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Old
09-09-2012, 06:07 PM
  #34
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Quote:
Originally Posted by BillyShoe1721 View Post
Is it really consistency when three of those 4 years he received one vote?
That's exactly my point. A couple of throwaway votes is no basis for evaluating players against each other.


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He has the better voting record.
See above. It's really hard to take 11th-14th place AS voting finishes as being a case for "my guy is definitely better AINEC".


Quote:
Voting record. It appears we have a philosophical difference here, and neither of us is likely to be swayed in either direction.
I doubt that it adds up to a philosophical difference. AS voting can be an important measure of player quality over time, I agree with that. But there is a limit to the relevance of marginal finishes -- when the number of votes is less than a handful, it means little more than that the player was a favorite of a couple of journalists somewhere.

Arguing "better AINEC" because your guy got 3 votes and my guy got 1 is a reach.


Quote:
In those years, McKenny's team made the playoffs 5 times. In those 5 years, overall, he was the #3, #1, #2, #2, and #3. Guevremont's teams made the playoffs 4 times in those 7 years. Overall, he was the #4, #2, #4, and #3. Also, when Guevremont led in ES and Overall, twice that was for a bad Vancouver team who was the 2nd worst team defensively in the entire league both years. Why is Guevremont a better defenseman?
Well, we can begin with your own standard and observe that Guevremont's and McKenny's All Star voting peak is identical -- each being 14th -- and Guevremont's was accomplished as a two-way guy in Buffalo as opposed to an offensive specialist in Toronto.

I do acknowledge that McKenny has a small but clear offensive edge -- 0.58 PPG compared to 0.54 during their shared time -- but Guevremont is the better defensive player and never had to be sent to the minors because of his bad attitude and substance abuse.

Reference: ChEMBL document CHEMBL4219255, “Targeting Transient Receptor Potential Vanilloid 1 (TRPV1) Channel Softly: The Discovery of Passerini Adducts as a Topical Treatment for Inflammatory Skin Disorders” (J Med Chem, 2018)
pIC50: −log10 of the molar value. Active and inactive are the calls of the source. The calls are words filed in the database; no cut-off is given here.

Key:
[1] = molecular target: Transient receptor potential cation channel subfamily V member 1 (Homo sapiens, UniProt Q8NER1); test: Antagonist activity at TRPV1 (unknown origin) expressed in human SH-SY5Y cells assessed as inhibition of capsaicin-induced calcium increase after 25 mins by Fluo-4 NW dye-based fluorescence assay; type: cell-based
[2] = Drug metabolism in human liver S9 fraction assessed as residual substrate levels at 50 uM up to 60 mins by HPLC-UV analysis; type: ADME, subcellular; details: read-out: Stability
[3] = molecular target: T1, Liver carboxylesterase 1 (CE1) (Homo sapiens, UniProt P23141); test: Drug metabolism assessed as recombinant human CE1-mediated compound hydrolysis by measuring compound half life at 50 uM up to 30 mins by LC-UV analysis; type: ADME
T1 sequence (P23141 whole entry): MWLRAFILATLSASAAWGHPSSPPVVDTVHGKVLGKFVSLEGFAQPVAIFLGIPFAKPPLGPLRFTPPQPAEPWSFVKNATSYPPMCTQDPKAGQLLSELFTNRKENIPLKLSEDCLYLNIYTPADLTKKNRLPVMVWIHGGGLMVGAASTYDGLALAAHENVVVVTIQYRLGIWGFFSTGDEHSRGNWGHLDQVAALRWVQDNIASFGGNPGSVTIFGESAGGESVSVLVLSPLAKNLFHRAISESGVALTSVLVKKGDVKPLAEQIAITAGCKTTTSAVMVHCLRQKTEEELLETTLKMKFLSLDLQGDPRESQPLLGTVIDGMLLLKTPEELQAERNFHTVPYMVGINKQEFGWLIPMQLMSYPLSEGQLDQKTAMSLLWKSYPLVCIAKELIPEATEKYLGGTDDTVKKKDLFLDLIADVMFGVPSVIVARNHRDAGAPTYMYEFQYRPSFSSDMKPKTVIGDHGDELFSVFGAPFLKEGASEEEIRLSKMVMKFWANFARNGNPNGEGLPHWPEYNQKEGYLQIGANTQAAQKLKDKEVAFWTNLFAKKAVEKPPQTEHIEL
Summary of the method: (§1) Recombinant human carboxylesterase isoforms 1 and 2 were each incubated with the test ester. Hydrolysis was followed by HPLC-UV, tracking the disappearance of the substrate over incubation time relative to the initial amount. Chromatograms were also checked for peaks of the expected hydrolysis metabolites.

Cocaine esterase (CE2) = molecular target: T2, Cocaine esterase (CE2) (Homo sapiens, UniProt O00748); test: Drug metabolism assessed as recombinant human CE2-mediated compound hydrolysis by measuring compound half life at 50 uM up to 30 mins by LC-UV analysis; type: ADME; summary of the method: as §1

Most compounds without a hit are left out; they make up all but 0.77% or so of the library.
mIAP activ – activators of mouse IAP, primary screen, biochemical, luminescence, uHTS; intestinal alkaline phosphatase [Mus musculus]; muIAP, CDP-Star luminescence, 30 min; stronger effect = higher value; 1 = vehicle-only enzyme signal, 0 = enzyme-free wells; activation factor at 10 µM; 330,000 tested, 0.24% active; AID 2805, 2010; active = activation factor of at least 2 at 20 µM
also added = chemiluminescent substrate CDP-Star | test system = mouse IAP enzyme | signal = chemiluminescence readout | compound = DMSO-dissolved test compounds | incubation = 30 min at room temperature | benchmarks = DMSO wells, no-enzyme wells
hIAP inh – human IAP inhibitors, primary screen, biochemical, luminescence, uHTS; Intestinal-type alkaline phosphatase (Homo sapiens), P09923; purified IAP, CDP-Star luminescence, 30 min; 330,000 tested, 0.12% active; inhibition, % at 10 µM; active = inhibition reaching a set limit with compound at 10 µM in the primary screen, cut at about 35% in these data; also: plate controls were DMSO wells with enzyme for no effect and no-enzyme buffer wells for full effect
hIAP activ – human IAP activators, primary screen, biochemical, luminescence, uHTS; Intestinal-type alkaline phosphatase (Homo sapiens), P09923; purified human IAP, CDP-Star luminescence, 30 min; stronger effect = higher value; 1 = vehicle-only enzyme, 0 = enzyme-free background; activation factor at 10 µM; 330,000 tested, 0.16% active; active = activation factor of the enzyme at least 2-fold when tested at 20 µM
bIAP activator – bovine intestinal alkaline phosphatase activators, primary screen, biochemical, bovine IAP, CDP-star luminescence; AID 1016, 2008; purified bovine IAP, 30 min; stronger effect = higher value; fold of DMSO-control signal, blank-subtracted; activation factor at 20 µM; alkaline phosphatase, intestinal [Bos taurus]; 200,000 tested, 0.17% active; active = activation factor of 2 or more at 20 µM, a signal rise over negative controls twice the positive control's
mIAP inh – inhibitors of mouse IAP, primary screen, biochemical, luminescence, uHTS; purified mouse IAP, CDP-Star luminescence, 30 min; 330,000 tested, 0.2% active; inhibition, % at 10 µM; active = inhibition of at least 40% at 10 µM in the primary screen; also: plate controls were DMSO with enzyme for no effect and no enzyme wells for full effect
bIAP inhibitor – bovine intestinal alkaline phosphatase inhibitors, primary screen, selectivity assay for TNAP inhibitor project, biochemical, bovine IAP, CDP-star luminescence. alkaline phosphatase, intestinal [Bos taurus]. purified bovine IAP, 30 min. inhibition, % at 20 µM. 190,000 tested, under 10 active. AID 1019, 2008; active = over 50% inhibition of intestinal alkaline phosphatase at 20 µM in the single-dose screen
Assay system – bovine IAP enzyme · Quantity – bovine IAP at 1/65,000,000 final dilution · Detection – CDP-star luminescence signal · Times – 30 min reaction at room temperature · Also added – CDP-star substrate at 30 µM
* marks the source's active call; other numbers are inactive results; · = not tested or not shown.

Quote:
Believe it or not, Robert Picard turned into a bit of a defensive defenseman later in his career where he was actually heavily relied upon on the PK. In addition, he was top 3 in overall TOI on his team 8 times(leading 3 times), and top 3 in ES 7 times(leading 4 times).
The TOI is significant but it doesn't directly say anything about the quality of his defense. Can you corroborate that the numbers came from strategic choice and not necessity?


Quote:
My first pairing isn't always going to be out with my 1st line. Games don't work like that. Each line will spend plenty of time out with each pairing, it's how hockey works.
I realize hockey works that way, but you've given no indication how you intend to match lines or forward/defensive units. I can only guess that the better players will play together, unless you say otherwise.

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Old
09-09-2012, 08:26 PM
  #35
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Quote:
Originally Posted by tarheelhockey View Post
That's exactly my point. A couple of throwaway votes is no basis for evaluating players against each other.

See above. It's really hard to take 11th-14th place AS voting finishes as being a case for "my guy is definitely better AINEC".

I doubt that it adds up to a philosophical difference. AS voting can be an important measure of player quality over time, I agree with that. But there is a limit to the relevance of marginal finishes -- when the number of votes is less than a handful, it means little more than that the player was a favorite of a couple of journalists somewhere.

Arguing "better AINEC" because your guy got 3 votes and my guy got 1 is a reach.
What better metric can you offer to evaluate these players from different eras?
Quote:
Well, we can begin with your own standard and observe that Guevremont's and McKenny's All Star voting peak is identical -- each being 14th -- and Guevremont's was accomplished as a two-way guy in Buffalo as opposed to an offensive specialist in Toronto.

I do acknowledge that McKenny has a small but clear offensive edge -- 0.58 PPG compared to 0.54 during their shared time -- but Guevremont is the better defensive player and never had to be sent to the minors because of his bad attitude and substance abuse.